Problems at the Irish arm of B&Q highlight the fragile state of the market. Retail Week examines how retailers in Ireland are faring.

B&Q

Why are we talking about this?

Kingfisher subsidiary B&Q Ireland appointed an examiner last week. The Irish arm of the DIY giant, which opened its first stores in 2002, has been hit by the decline in consumer spending. In a process similar to going into administration, the retailer filed a petition with the High Court in Dublin, putting its nine stores into examinership. Losses in the current year at the Irish business, which has 690 staff, are expected to top e10m (£8.6m).

What is the state of the market in Ireland?

The Irish economy had been very tough since the start of the recession in 2008 as the property market bubble burst and the credit crunch hit. Trends have marginally improved in the past year but the retail market is almost static. Retail Excellence Ireland’s (REI) Irish Retail Industry Performance Review showed overall market growth of 0.2% year on year in the final quarter of 2012. REI chief executive David Fitzsimons says: “The sector still remains fragile. It is noticeable that many retailers discounted in December to generate sales. Thus while consumers responded to value, the retailer suffered margin erosion.”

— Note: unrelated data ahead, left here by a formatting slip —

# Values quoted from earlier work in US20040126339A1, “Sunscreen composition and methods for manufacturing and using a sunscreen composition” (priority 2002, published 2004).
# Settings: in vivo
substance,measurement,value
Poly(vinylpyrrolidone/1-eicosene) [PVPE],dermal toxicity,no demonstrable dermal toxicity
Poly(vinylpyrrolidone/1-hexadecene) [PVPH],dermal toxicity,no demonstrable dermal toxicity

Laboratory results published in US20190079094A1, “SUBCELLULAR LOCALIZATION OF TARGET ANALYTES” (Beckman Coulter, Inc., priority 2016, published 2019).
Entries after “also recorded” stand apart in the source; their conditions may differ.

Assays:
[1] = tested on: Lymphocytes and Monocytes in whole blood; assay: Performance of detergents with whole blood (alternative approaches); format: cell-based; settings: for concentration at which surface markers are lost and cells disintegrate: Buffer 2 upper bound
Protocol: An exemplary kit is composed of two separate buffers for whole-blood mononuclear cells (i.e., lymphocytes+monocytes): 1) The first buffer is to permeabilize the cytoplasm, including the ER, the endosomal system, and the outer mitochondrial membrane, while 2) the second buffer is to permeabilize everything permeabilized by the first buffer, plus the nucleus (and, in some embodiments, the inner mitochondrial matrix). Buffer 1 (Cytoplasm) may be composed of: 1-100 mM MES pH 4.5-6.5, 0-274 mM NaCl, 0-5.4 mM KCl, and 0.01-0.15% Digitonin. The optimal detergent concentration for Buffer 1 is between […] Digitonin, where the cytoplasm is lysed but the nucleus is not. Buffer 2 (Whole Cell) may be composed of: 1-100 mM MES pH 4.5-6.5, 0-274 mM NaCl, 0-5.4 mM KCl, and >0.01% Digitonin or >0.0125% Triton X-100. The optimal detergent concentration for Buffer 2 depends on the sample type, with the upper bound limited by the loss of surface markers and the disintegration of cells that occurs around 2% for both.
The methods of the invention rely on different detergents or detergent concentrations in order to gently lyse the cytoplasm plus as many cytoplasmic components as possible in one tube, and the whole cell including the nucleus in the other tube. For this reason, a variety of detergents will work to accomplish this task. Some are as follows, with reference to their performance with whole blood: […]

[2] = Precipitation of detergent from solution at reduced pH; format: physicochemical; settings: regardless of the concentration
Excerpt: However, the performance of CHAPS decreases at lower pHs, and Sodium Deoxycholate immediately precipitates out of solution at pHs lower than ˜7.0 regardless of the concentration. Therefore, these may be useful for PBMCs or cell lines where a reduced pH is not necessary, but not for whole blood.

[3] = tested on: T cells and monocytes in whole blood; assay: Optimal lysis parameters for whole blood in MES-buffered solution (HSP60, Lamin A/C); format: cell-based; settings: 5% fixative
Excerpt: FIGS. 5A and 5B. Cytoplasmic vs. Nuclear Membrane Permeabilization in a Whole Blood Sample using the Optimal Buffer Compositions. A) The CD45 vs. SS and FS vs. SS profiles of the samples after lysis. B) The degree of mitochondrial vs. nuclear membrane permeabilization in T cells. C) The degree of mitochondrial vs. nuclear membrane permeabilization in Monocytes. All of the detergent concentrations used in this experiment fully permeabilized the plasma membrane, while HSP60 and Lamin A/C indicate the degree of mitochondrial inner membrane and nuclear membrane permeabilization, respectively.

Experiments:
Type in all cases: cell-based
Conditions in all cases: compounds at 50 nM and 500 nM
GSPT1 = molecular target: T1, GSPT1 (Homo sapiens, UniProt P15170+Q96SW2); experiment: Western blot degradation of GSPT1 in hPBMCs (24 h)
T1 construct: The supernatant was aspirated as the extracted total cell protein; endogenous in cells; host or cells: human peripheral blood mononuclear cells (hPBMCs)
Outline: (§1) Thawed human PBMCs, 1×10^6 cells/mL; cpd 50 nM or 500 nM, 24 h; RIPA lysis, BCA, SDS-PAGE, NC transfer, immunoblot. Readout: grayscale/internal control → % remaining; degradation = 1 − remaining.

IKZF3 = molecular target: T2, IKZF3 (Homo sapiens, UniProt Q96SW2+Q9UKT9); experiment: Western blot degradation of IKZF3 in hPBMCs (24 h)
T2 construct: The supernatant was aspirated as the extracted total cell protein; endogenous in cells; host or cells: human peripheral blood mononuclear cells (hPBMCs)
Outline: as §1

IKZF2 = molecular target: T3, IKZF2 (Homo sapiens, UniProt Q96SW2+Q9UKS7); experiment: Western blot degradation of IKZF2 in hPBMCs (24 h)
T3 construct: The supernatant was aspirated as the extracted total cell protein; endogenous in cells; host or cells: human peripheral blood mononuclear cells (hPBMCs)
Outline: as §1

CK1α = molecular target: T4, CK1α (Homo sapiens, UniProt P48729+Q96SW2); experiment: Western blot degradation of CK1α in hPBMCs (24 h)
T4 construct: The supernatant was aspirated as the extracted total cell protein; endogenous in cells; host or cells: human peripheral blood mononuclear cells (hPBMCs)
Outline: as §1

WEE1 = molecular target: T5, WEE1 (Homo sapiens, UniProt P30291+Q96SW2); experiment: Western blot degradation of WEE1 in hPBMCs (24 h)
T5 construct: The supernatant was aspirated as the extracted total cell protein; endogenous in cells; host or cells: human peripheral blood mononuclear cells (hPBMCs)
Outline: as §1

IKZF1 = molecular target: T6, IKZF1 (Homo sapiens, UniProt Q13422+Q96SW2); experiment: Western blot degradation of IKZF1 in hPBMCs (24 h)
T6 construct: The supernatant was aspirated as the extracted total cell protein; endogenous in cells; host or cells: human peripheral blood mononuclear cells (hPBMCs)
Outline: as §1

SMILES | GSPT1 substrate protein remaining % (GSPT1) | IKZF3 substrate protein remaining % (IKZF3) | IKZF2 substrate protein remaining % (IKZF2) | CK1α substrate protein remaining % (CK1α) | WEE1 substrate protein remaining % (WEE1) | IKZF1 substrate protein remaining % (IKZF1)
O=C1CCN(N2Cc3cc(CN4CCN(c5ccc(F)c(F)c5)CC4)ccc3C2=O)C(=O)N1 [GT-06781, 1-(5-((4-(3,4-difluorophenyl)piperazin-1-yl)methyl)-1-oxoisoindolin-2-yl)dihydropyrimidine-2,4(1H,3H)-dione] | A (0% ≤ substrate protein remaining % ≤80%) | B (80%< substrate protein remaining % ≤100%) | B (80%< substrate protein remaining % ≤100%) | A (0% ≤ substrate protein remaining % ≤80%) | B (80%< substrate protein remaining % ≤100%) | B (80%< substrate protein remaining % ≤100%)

How are particular sectors performing?

Home and giftware was the strongest performing sector in the fourth quarter, up 2.2%, while the worst performing sectors included furniture and flooring, down 2.1%, womenswear, down 1.3%, and pharmacy, which fell 1.3%.

Grocery growth edged up 0.6% in the 12 weeks to January 20, according to Kantar Worldpanel Ireland. Dunnes performed strongly, increasing its share from 23.4% to 24.3% year on year and posting sales growth of 4.6%, regaining ground on rivals Tesco and SuperValu. Kantar Worldpanel Ireland client manager Cliona Lynch says: “There is some alleviation of the conditions in Ireland experienced two years ago. Things are starting to ease off. Shoppers are still heading to Aldi and Lidl because they have invested in quality and are using more Irish products.”

What are the prospects for retail in Ireland?

Forecasts remain bleak against the backdrop of B&Q’s struggles. REI expects others will follow suit, blaming landlords’ “rigorous enforcement of Celtic tiger rents”. “We have clearly stated to successive governments that the continued existence of upward-only rent reviews is causing significant damage to job numbers and the ability of retailers to remain trading,” says Fitzsimons.